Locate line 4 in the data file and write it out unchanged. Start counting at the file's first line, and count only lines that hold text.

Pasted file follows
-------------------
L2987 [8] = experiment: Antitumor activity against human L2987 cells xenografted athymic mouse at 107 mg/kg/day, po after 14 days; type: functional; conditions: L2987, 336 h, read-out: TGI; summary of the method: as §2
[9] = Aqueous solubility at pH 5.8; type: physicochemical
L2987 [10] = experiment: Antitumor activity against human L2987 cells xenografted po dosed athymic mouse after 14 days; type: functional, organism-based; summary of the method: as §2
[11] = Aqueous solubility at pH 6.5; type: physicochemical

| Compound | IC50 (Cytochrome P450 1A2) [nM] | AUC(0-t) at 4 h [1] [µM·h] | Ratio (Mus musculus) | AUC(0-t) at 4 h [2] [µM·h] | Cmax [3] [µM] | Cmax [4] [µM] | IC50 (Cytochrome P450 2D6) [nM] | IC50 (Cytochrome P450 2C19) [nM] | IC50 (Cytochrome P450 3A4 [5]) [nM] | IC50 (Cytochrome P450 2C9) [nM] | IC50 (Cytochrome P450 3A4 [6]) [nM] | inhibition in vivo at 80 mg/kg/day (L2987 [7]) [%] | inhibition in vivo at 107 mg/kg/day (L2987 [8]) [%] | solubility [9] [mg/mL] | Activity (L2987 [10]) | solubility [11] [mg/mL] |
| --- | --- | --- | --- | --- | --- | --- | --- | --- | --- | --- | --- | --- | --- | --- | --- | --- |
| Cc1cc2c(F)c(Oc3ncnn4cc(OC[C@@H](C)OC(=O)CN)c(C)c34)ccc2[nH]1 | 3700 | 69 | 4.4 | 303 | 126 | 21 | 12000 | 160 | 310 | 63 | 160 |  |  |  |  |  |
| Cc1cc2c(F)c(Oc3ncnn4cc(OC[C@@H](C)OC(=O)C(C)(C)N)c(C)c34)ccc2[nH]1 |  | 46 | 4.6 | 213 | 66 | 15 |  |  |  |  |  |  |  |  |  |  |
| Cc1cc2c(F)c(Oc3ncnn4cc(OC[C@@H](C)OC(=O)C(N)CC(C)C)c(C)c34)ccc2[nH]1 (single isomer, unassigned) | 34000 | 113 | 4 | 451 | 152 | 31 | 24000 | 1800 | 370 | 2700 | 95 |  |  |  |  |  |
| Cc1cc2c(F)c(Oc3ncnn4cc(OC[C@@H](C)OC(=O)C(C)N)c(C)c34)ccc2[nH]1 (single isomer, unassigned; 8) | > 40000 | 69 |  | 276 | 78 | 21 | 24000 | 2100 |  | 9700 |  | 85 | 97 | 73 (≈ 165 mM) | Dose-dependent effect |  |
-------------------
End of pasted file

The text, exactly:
[11] = Aqueous solubility at pH 6.5; type: physicochemical